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NCJ Number: 201938 Find in a Library
Title: The Folk Devil Reacts: Gangs and Moral Panic
Journal: Criminal Justice Review  Volume:28  Issue:1  Dated:Spring 2003  Pages:26-46
Author(s): Jenna L. St. Cyr
Date Published: 2003
Page Count: 21
Publisher: http://www.gsu.edu/cjr 
Type: Report (Study/Research)
Format: Article
Language: English
Country: United States of America
Annotation: This article discusses the moral panic created by the gang problem and how this affects gang members.
Abstract: The basic premise surrounding a moral panic is that the concern for a deviant behavior or deviant group is disproportionate to the immediate threat posed. This study focused on the effect that the moral panic itself may have on the group, or individual, to whom it is directed. A survey was conducted on gang-involved and non-gang-involved youth, police officers, and members of a local task force about their perceptions of the gang problems in the city of St. Louis, MO. The hypothesis is that a moral panic has spread to the targeted individuals and communities and thus drawn moral boundaries. The findings suggest that gang members identify with the same folk devil that public and social control agents have characterized. A moral boundary in gang-impacted communities has been created, and no one wants to identify with the folk devil, including the gang members themselves. The findings of the juvenile and adult groups support the general requirements of a moral panic, including concern, hostility, consensus, and disproportionality. Volatility was hard to capture with the available measures. The ranking of gangs and drugs as the two most serious problems facing young people by both groups of youth is representative of concern. That both groups of youth agreed about the magnitude of gang activity is indicative of consensus. The over-identification of the scenarios as gang-related is a close fit to the exaggeration requirement of disproportionality. The degree to which they think that the most violent activities are important to gang members shows that, to both groups of youth, gangs are also threatening and therefore hostile. When significant differences are apparent between the gang youth and the police, the gang youth were more likely to estimate higher numbers or to over-identify with gang characteristics. The creation of moral panic over gangs in this country has succeeded in creating a clear moral boundary, creating more division in already disorganized communities. 2 footnotes, 6 tables, 38 references, appendix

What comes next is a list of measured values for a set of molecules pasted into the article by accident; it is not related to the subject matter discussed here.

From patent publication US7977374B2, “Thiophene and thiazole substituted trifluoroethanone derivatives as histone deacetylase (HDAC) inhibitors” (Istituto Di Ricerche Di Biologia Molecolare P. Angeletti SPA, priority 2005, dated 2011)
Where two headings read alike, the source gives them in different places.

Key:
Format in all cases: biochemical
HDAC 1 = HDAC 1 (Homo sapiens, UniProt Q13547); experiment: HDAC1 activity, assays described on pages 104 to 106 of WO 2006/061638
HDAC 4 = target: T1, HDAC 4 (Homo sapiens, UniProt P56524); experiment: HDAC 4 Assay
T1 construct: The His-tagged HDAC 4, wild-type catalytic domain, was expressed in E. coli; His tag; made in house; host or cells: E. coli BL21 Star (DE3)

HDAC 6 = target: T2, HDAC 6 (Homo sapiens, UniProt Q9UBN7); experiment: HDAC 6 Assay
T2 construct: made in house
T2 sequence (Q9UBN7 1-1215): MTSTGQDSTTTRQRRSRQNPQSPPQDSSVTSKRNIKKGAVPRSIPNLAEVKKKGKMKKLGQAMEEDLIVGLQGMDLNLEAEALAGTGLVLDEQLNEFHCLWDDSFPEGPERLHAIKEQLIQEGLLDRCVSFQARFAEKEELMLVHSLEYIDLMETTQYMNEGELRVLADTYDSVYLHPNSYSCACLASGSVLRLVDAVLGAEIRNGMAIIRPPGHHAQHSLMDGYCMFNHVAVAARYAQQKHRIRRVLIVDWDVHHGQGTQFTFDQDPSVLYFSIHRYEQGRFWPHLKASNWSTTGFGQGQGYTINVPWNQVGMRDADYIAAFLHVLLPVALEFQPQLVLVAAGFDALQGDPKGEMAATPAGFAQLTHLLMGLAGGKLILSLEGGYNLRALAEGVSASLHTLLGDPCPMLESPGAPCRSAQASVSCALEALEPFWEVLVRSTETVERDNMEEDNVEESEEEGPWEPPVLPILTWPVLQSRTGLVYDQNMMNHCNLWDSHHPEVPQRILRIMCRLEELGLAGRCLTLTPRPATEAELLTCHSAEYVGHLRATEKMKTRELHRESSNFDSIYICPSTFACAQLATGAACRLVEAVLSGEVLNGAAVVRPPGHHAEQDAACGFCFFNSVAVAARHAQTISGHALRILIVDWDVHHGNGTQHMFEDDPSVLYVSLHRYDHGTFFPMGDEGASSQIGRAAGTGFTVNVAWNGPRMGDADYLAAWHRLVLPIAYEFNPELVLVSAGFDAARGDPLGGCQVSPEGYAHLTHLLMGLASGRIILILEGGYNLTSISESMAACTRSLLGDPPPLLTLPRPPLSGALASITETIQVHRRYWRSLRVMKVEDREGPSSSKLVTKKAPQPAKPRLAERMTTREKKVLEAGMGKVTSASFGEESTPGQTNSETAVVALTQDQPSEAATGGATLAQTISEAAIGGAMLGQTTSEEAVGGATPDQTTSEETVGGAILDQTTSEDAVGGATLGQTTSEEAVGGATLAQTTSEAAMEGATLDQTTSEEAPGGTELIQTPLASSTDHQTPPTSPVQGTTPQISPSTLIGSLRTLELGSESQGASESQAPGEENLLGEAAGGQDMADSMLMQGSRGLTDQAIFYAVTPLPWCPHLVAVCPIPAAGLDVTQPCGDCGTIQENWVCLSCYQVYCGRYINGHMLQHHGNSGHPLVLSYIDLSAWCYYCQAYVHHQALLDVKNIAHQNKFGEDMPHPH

Main Term(s): Gang member attitudes; Moral Panic
Index Term(s): Adolescent attitudes; Gang violence; Gangs; Juvenile gang behavior patterns; Media coverage; Public Opinion of Crime
To cite this abstract, use the following link:
http://www.ncjrs.gov/App/publications/abstract.aspx?ID=201938

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